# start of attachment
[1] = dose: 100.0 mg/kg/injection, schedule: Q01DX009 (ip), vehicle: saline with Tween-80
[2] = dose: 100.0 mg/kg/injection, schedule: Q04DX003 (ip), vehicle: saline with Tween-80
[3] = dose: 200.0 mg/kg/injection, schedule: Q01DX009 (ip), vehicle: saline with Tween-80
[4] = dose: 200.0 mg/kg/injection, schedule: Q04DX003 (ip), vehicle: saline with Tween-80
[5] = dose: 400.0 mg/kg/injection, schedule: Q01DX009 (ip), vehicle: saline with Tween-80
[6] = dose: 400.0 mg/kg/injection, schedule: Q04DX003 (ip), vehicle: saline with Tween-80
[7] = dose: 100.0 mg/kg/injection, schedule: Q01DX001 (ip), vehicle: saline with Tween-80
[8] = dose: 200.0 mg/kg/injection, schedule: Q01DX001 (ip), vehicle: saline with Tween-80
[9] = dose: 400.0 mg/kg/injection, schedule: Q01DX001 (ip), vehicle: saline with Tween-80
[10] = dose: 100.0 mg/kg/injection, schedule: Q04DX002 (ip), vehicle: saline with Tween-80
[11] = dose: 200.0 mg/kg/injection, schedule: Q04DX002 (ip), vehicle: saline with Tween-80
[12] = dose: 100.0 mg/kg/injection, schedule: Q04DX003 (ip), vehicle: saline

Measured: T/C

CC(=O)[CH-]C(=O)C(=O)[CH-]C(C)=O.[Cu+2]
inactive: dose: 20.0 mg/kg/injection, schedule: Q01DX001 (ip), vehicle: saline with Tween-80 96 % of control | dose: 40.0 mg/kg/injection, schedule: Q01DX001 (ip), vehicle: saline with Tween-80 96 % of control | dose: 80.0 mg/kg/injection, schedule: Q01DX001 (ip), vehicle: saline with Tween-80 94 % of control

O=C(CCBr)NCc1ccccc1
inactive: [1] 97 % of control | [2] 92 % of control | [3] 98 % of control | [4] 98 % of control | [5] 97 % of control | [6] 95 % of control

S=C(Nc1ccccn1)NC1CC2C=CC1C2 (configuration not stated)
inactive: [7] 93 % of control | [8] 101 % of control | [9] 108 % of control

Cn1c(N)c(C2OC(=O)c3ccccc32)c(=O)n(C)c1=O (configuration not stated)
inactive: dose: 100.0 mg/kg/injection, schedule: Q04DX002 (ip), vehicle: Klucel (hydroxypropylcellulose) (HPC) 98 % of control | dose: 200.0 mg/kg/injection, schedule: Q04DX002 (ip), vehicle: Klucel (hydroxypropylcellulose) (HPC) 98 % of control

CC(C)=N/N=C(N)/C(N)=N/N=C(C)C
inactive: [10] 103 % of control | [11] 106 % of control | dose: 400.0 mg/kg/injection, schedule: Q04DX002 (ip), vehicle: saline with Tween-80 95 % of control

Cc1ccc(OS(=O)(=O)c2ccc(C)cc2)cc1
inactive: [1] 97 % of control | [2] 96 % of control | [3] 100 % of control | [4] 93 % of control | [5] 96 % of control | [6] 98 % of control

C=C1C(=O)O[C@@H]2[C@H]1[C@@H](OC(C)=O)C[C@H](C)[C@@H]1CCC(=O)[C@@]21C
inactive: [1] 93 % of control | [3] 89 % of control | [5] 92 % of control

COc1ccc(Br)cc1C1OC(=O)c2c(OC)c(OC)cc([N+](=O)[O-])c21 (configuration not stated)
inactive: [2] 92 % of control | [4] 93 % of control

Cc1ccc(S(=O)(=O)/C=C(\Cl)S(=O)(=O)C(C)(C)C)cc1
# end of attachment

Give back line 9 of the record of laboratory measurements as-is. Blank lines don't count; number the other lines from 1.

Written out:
[9] = dose: 400.0 mg/kg/injection, schedule: Q01DX001 (ip), vehicle: saline with Tween-80